Supplementary Appendix: The Munich Art Gallery at the Royal Gardens Arcade

The Munich Art Gallery at the Royal Gardens Arcade

The art gallery in Munich during Caroline’s time there was located above the arcades that ran along the northern perimeter of the Royal Gardens; by 1837 that street would appropriately be named Galleriestrasse, here shown with the western arcades as well (H. Widmayr, Plan der Könige Haupt-und Residenz-Stadt München im Jahre 1837 [München 1837]; Bibliothèque nationale de France, département Cartes et plan):


Here specifically indicated on an 1809 map as K[önigliche] Gemaelde Gallerie (Max-Vorstadt, Stadtviertel [1809]; Bayerisches Landesvermessungsamt München Nr. 558/03; Bayerische Landesbibliothek):


In 1783 Lorenz von Westenriede, Beschreibung der Haupt- und Residenzstadt München (im gegenwärtigen Zustande) (Munich 1783), 75–76, remarks that

what I said above concerning the royal library, namely, that at the time I am writing it is still being constructed and arranged, applies equally to the art gallery. The paintings have hitherto been housed in the prince-electoral palaces, namely the in Residence in Munich itself, and then in Nymphenburg and especially in Schleissheim. The best from these collections have now been selected and will soon be transferred to a building that the reigning prince elector Karl Theodor had built in 1779 . . . their own temple.

By the time Caroline and Schelling lived in Munich, of course, Munich had acquired several other collections (see the supplementary appendix on the acquisition of the Düsseldorf gallery). Franz von Reber, Katalog der Gemälde-Sammlung der kgl. älteren Pinakothek in München (Munich 1908), xxii, recounts the next developments (trans. Joseph Thacher Clarke, Catalogue of the Paintings in the Old Pinakothek Munich with a Historical Introduction by Dr. Franz V. Reber [Munich 1885], xxii):

Even before the reception of the Düsseldorf Gallery, with its large requirements, it had been unquestionably evident, — since the increase from Mannheim, Zweibrücken and the Bavarian Palaces, and from the secularization, — that the space provided by the building in the Hof-Garten, though supplemented by the use of Schleissheim, Nymphenburg, and the disposable rooms in the Palace itself, was not sufficient for the accommodation of the pictures. Director von Mannlich consequently received instructions to prepare a plan for a new edifice, which design is still to be seen among the official records. The unsettled state of politics at that time fortunately prevented the fulfillment of this project.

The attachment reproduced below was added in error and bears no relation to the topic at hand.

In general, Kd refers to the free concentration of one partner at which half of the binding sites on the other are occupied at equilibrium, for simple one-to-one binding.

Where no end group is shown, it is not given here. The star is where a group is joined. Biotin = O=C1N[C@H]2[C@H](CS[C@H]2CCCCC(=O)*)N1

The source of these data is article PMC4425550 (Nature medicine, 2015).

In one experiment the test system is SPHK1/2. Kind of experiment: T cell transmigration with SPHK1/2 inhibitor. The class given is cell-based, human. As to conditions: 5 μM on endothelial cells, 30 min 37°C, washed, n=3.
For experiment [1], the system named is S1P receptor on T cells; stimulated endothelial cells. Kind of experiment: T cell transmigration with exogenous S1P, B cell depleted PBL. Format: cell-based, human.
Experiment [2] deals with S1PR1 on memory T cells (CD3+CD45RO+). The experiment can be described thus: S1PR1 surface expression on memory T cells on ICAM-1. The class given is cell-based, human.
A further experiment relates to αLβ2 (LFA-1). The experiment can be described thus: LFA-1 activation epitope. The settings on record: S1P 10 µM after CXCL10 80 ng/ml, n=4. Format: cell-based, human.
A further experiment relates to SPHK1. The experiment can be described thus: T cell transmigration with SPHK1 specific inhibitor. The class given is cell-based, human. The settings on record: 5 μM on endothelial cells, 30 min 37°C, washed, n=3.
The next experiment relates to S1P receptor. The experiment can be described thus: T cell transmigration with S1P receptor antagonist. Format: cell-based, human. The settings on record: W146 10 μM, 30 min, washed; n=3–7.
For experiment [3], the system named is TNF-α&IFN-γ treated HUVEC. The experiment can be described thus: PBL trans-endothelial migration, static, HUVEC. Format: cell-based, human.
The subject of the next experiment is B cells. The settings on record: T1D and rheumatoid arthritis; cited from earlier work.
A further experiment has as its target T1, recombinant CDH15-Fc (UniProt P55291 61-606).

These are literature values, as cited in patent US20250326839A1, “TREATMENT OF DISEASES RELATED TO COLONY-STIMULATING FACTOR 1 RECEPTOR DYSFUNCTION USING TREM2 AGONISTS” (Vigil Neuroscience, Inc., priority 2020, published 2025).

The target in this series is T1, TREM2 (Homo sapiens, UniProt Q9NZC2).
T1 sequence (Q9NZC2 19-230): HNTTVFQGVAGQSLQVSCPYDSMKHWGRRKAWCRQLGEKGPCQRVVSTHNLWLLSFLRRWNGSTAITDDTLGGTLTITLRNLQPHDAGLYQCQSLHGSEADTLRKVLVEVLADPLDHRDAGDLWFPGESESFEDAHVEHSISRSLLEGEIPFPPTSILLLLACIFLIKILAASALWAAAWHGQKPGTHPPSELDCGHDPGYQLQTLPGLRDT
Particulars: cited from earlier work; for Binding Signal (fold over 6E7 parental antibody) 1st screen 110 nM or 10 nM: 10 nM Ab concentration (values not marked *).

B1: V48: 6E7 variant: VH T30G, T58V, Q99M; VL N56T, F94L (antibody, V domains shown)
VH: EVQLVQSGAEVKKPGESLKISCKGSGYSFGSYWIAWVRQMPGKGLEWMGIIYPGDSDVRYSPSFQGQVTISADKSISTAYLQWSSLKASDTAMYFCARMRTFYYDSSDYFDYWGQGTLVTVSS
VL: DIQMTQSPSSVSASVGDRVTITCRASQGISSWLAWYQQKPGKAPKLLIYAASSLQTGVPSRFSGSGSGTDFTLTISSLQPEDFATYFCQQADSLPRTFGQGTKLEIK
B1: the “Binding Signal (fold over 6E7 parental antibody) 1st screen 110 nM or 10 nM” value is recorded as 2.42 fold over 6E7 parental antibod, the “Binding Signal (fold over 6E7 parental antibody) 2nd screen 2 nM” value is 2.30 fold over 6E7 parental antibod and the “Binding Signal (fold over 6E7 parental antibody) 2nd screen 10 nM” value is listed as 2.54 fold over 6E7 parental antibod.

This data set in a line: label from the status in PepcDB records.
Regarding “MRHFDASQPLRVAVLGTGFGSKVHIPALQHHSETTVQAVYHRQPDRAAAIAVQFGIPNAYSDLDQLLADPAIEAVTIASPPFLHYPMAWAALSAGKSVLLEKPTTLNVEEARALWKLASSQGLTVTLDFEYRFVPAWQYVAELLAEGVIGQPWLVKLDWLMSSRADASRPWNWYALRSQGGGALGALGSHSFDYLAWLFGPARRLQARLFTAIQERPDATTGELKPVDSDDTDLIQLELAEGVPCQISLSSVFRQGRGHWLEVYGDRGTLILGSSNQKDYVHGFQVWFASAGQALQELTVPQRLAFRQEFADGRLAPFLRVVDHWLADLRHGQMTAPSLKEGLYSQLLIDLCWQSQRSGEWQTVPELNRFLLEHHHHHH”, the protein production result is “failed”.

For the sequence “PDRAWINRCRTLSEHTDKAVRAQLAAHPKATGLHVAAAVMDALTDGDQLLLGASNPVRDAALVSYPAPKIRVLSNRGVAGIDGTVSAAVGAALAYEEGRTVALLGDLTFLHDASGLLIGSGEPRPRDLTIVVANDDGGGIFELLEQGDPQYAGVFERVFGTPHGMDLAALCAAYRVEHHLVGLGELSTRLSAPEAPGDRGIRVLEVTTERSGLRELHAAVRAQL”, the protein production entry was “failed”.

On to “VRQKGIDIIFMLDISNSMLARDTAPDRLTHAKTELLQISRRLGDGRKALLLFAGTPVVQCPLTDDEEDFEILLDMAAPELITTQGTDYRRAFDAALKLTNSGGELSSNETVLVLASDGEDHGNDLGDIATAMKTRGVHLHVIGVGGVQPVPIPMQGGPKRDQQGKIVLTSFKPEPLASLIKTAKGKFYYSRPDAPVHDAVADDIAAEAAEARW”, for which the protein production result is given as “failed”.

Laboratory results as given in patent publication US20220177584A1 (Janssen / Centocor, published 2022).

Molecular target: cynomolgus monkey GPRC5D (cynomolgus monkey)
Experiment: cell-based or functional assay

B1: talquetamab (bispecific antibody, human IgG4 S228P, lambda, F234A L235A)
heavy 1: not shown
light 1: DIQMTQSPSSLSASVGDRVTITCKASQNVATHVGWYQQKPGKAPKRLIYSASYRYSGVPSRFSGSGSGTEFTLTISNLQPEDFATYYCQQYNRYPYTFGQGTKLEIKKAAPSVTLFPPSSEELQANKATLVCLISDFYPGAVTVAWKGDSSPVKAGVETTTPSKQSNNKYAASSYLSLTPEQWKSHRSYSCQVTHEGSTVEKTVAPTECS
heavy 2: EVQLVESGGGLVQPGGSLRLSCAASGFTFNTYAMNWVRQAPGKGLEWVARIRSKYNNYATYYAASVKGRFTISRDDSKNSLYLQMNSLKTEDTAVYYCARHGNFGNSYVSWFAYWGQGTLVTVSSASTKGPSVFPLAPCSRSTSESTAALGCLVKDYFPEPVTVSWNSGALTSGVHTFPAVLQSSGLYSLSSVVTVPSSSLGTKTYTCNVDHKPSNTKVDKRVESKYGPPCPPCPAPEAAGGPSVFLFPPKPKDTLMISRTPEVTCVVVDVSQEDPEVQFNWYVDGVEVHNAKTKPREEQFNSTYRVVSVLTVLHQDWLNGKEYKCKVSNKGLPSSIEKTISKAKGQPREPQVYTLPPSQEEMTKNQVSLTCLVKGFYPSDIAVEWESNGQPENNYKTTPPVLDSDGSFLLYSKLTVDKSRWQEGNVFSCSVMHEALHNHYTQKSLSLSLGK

Some steps, however, were taken in the matter after the Peace of Paris [1815, after Napoleon’s final defeat], first by proposing to enlarge the structure of Charles Theodore’s gallery, and later to use the place then available in the Bazaar. In 1822 the services of Klenze were engaged, and the so-called Zweibrücken Garden on the Brienner Strasse [southwest of the Royal Gardens] was bought for a location. But the design submitted in May 1823 to the committee of the Academy of Art was refused, because of objections to the site proposed.

A second plan, prepared in October of the same year, for the open lot of ground west of the Turken-Kaserne, obtained the acceptance of the Academy and the approval of the King. As Maximilian died in 1825 he did not see the laying of the corner stone, so that the building was carried on during the first decade of the reign of King Ludwig I.

(In order: [1] H. Widmayr, Plan der Könige Haupt-und Residenz-Stadt München im Jahre 1837 [München 1837]; Bibliothèque nationale de France, département Cartes et plans; [2] Friedrich Wilhelm Bruckbräu, Neuestes Taschenbuch der Haupt- und Residenzstadt München und den Umgebungen für Einheimische und Fremde [Munich 1828], unnumbered plate following the table of contents):



That edifice, the Pinakothek, opened on 16 Oktober 1836; it would not, however, become known as the Old Pinakothek until the New Pinakothek was finished across from it in 1853 (Theodor Trautwein, Führer durch München und seine Umgebung mit einem neuen Plan von München und Umgebung, Tableau der inneren Eintheilung des k. Hof- und National-Theaters und Grundriss der Residenz, der beiden Pinakotheken und der Glyptothek [Munich 1877], 277):


Caroline, however, would have visited the original, arcade gallery on the northern edge of the Royal Gardens, here in relation to Caroline and Schelling’s apartment at Karlsthor 7 on a map from 1803 (Johann Michael Schramm, Grundriss der Churbaierischen Haupt- und Residenzstadt München [München 1803]):


Here the exterior arcades in an illustration from 1835, i.e., just as the Pinakothek was about to open (Skizzen aus dem Münchner-Leben, 2: Der Hofgarten [Hamburg 1835], frontispiece):